It took only 3 days for the Oudin Clan to get bounced from SW-19 this year, after a very lengthy stay on the grounds last year, that began with the qualifying round, as Oudin qualified for the tournament by winning three consecutive matches, and then won three matches in the main draw, defeating Sybille Bammer, a good grass court player, Yaroslava Shvedova (below), of many recent successes, most notably propably her Roland Garros quarter-final last month, and in upset fashion, highly seeded Jelena Jankovic (handshake above).

Oudin followed it up with some improbable wins at the US Open, lucking into a very injured Sharapova, but taking out Elena Dementieva, Nadia Petrova, and the rising Anastasia Pavlyuchenkova in fine fashion.  All in all it was four good wins, the best for any young Americans since Serena Williams came on the scene, even if Sharapova did throw in 21 double faults and basically gifted that match to Oudin.

But Oudin is no Serena Williams.  Let’s take her size, for a better comparison.  She’s 5’4.  Only Justine Henin of late in the women’s game, and also Francesca Schiavone, have been able to win majors at that size since Martina Hingis did it, a little before the Williams sisters came along and blew Hingis off the scene.  Oudin can not serve like Henin or Schiavone, and frankly, Schiavone’s French Open win was a bit of a miracle, as it has never happened that a 30 year old player outside the top 10 rides in and wins a major.  Henin, the model small player, has weapons at every turn.  Her serve is a weapon.  Her forehand and backhand especially, will make you pay.  And she knows how to come forward and finish at the net.  She’s probably the most beautiful shot maker to watch in the women’s game that there has been in some time.  Oudin has no weapons.  And she’s not about to develop any.

Oudin lost to rising Australian Jarmila Groth (above), world # 90, because Groth’s first serve is a weapon, and Groth has other parts of her game, including a big forehand, that she can rely on.  Groth made 30 of 36 first serves for 82 %, whereas Oudin’s first serve percentage was about fifty percent, wholly unacceptable.  Groth converted on 4 of 7 break opportunites, and saved one of two against, and came away with the easy victory, 6-3, 6-4 in 1 hour and 16 minutes.  Oudin, the only American of real note besides the Williams sisters, who has risen to 33rd in the world, may not have a much higher ceiling than that, because she is a defense first player, and she needs to set up a point with many rally strokes before she can go for a winner.  That type of player is always going to lose to a talented, steady player.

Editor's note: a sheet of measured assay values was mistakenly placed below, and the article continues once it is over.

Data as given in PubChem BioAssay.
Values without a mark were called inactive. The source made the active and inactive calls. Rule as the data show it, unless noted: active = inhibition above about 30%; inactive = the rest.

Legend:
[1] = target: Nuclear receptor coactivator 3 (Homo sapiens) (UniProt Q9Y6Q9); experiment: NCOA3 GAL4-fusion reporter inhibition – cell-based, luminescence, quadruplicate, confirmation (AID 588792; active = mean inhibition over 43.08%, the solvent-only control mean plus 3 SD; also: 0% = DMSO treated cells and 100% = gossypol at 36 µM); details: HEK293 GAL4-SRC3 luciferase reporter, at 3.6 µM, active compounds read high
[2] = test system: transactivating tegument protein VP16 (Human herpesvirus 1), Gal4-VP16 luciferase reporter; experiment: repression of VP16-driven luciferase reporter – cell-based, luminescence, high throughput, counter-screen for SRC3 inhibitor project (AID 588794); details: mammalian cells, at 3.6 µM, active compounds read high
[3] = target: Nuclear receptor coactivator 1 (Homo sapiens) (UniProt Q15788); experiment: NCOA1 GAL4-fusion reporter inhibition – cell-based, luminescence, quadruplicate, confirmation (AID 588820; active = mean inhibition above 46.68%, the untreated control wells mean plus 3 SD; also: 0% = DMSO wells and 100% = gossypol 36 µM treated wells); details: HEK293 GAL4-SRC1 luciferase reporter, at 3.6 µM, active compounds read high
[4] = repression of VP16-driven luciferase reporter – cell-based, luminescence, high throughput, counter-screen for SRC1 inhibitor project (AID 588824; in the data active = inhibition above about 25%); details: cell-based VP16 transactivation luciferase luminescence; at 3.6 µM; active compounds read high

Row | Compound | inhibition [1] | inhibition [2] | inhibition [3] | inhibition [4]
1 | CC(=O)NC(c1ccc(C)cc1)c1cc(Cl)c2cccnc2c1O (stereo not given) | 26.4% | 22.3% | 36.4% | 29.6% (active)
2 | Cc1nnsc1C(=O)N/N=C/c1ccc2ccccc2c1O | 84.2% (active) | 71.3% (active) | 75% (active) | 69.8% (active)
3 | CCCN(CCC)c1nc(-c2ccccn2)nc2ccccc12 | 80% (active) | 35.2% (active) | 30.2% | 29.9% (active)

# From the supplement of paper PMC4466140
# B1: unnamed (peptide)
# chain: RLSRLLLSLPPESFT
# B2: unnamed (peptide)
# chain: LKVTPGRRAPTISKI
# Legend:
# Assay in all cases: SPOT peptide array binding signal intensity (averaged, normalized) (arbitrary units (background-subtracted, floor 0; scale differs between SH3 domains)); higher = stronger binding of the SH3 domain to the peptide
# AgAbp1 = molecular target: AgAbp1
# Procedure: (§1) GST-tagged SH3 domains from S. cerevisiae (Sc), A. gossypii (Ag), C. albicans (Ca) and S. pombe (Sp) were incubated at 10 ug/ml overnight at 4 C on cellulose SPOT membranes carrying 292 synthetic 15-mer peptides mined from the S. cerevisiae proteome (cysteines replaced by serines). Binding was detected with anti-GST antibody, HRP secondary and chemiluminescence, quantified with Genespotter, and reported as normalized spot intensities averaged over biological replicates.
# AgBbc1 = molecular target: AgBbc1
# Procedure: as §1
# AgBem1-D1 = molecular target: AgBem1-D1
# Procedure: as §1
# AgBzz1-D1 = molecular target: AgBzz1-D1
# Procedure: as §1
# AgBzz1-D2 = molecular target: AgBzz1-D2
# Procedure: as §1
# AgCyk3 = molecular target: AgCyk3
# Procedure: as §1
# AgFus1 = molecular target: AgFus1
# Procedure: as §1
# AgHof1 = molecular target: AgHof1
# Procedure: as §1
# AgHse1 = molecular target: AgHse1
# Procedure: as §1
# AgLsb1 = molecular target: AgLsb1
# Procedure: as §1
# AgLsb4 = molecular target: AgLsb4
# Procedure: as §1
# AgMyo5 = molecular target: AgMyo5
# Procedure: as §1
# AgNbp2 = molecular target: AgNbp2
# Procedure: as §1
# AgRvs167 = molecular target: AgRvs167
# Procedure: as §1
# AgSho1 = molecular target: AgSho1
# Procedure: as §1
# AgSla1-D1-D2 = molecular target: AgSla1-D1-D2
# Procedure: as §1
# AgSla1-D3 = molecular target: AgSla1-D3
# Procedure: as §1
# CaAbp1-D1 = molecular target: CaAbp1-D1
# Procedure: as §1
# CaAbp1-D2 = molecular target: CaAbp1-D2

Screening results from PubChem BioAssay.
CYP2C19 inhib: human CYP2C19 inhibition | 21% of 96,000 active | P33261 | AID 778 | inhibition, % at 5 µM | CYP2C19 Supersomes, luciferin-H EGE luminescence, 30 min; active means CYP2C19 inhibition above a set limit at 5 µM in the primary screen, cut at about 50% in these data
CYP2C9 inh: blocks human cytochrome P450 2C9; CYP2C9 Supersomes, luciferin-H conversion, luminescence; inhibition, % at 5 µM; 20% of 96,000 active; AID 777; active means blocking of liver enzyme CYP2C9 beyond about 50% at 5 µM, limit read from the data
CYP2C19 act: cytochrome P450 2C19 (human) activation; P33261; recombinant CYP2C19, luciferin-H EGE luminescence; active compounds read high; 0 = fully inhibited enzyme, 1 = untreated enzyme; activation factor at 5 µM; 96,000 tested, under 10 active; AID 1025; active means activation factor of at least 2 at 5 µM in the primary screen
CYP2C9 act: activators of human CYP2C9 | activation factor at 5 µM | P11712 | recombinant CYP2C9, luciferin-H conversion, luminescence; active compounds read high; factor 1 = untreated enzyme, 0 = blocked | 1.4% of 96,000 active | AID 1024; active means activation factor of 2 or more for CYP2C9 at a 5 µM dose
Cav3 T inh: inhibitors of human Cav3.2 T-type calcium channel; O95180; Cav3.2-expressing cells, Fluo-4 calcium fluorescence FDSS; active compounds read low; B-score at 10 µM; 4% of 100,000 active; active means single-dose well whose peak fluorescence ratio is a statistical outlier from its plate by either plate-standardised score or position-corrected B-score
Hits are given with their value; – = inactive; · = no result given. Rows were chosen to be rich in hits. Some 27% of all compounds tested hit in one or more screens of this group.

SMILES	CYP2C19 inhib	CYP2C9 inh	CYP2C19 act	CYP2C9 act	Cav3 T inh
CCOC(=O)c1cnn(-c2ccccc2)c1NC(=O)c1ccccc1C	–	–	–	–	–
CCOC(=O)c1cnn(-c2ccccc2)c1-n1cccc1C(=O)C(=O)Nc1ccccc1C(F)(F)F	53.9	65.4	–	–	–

I am going to totally indict 2 of Oudin’s biggest wins.  First, Jankovic at Wimbledon.  Jankovic was very banged up, they kept having to put her leg back together with trainers, and she can be a very, very poor server.  That’s the kind of player Oudin has a chance against.  One who is not too dangerous.  Against Sharapova at the Open, Oudin was able to scramble around to enough of Sharapova’s shots and force enough errors, as well as accepting the gift of 21 doubles.  Even against Dementieva, you have a player whose serve can be shaky, meaning you are going to get chances to break, which you will need, because you will surrender break chances, and still have a chance to come out on top.

Jarmila Groth is a not a player who is going to give you many looks at a break.  I see this as a flaw in Oudin’s game that is almost impossible to make go away.  And as an American tennis fan, I think the recent emergence of Alison Riske, who is Oudin’s age, and who recently came out of nowhere in Oudin fashion, but who can serve, giving her game a different dimension, has a higher potential ceiling than Oudin, who is not going to hold serve throwing in first balls at 95 MPH and second balls around 80 MPH.

As with any American, I root for Oudin, despite her shortcomings.  And she’s a good story.  She’s got the twin sister plotline and the believe shoes.  Against Groth, she managed only 9 winners in 76 minutes.

As a tennis fan, I can’t believe in a player who hits a winner every 9.5 minutes.  I believe you have to make shots to win at tennis.

–Crack (